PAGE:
5. CTE Instructors at the high school levels shall be required to be certified pursuant to provisions of the FSM Teacher Certificate Policy.
6. All CTE senior students satisfactorily meeting their respective career and vocational field of studies at the high schools shall be issued CTE special certificates from the NDOE in addition to the schools’ certificates of completion
VII. Career Studies
The NDOE and SDOE shall promote and support the CTE activities at the high school levels and allow them to select or enhance, based on the levels of their resources, any identified career studies as herein provided:
1. Agriculture, Food & Natural Resources
2. Architecture and Construction
3. Art, Audiovisual Technology & Communication
4. Business Management and Administration
5. Education & Training
7. Government & Public Administration
8. Health Science
9. Hospitality & Tourism
10. Human Services
11. Information Technology
12. Law, Public Safety, Security, Correction Services
14. Marketing, Sales & Service
15. Science Technology, Engineering & Math (STEM)
16. Transportation, Distribution and Logistic
VIII. School Improvement Plans & Funding Streams
The SDOEs shall make available to the high schools funding sources out of their Vocational Education Improvement Program (VEIP) and Workforce Development & Skills Training (WDST) under the Supplemental Education Grant (SEG) and other domestic sources to support the development of career and vocational education activities as shall be integrated into the high schools’ School Improvement Plans (SIP).
IX. Reporting Activity
This Policy hereby directs the SDOEs to secure quarterly progress reports from their respective high schools and submit them to the NDOE and further directs NDOE to include CTE student enrollments and graduates in its Annual JEMCO 20 Education Indicators report to OIA.
This National Policy on Vocational Development and Skill Trainings shall become effective on the date the Secretary of Education shall affix his signature unto this Policy. All provisions herein shall carry the force and effects of FSM Laws as mandated and pursuant to the aforesaid resolutions in Part III of this Policy.
Adopted this 26th day of January, 2010.
/z/ Casiano Shoniber
National Department of Education
VOCATIONAL STRATEGY PLAN
FSM Comprehensive Vocational Strategy Plan
To Improve Vocational Education and Skill Trainings
Pursuant to Part 2 (d) of the Special Terms and Conditions of the Education Sector Grant-FY 2008 (CSG-FSM-2008-EDU) Notification of Grant Award (NOGA) as awarded to the Government of the Federated States of Micronesia and the provisions of the Chief Executive Council’s (CEC) Resolution #2008-02, the Department of Education was tasked to step up and improve the Vocational Education Programs in the nation to provide skilled manpower for the Infrastructure Projects in the nation and provide employment opportunities toward the Guam Military Build-up.
The said council, comprised of the President of the nation and the four respective governors of the FSM States, further approved in their communiqué the establishment of separate learning tracks for vocational education programs in the ECE-12 levels public schools. Essentially, the said department was directed to develop a comprehensive vocational education development plan to address the workforce development needs of the nation and aligning the high school vocational education curriculums with those at the nation’s single college, COM-FSM.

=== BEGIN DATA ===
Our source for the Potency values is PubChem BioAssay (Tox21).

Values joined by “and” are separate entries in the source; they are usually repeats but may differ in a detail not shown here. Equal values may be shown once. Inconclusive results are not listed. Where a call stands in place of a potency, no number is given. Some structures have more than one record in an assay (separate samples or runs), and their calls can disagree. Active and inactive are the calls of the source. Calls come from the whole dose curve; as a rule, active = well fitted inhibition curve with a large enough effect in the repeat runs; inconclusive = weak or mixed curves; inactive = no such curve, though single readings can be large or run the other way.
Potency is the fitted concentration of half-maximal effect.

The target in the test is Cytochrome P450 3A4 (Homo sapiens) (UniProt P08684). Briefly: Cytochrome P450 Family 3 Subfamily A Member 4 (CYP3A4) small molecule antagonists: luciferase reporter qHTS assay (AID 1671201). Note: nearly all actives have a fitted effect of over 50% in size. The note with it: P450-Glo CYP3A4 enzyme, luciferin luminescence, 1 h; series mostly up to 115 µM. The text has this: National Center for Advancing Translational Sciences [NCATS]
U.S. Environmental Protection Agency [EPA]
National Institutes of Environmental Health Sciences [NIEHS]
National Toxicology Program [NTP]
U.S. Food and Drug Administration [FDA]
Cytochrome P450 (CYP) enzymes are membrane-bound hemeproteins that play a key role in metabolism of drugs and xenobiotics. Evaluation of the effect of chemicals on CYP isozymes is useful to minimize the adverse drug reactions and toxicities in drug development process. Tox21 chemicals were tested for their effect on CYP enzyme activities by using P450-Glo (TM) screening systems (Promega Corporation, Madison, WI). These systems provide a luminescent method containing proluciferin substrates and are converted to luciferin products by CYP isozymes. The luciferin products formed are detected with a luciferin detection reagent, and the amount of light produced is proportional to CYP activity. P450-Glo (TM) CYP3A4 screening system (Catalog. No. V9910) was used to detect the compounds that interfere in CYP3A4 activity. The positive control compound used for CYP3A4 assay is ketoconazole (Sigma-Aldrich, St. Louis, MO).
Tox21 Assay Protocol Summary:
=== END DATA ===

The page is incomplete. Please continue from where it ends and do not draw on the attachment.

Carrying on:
Presently, there are vocational education elective courses at the (29) high schools throughout the nation at various levels of existence and some have been closed down temporarily due to lack of financial and/or human resources. Vocational Education Programs at the high schools provide both theoretical and practical applications of vocational skills in basic carpentry, mechanic, agriculture, home arts/economics, seamstress and a handful of traditional life-skills like handicrafts, navigation, weavings and canoe-buildings. They are usually funded through the Vocational Education Improvement Program (VEIP) under the Supplemental Educational Grant (SEG) provisions of the Compact, as amended.
High school students are normally required to select a vocational course at entry level in freshmen and pursue that course to the senior level primarily for vocational credits required for graduation, but not necessarily toward building a life career to be pursued at higher levels at any institute of higher education (IHE). Under the direction of the former Department of Health, Education & Social Affairs, the former Office of Vocational and Manpower Development was tasked to develop a curriculum standard to formalize Vocational Education at the high schools under the SEG toward improving and providing skilled workforce in the nation. Part 2 (d) of the FY 2008 Compact Sector grant and CEC Resolution #2008-02 takes this vocation education improvement endeavors to the next level by linking vocational trainings (both formal and informal) in the nation to the Guam Military Build-up and endorsing a separate learning tracts for the Vocational Education Programs, allowing high schools to graduate seniors in vocational fields and which, in retrospect, would appropriately complement the Build-Up and the implementation of the aforesaid vocational curriculum standard targeting ECE-12 grade levels. A Career & Technology Education (CTE) curriculum standard was introduced and distributed during the 2009 Micronesian Teachers & Education Conference (MTEC), however its implementation at the ECE-12 schools was delayed due to the retirement of the Chief of Division of Career and Technology Education and consequently the transferring of the Trades, Training and Testing (T-3) Programs to the States’ DOEs.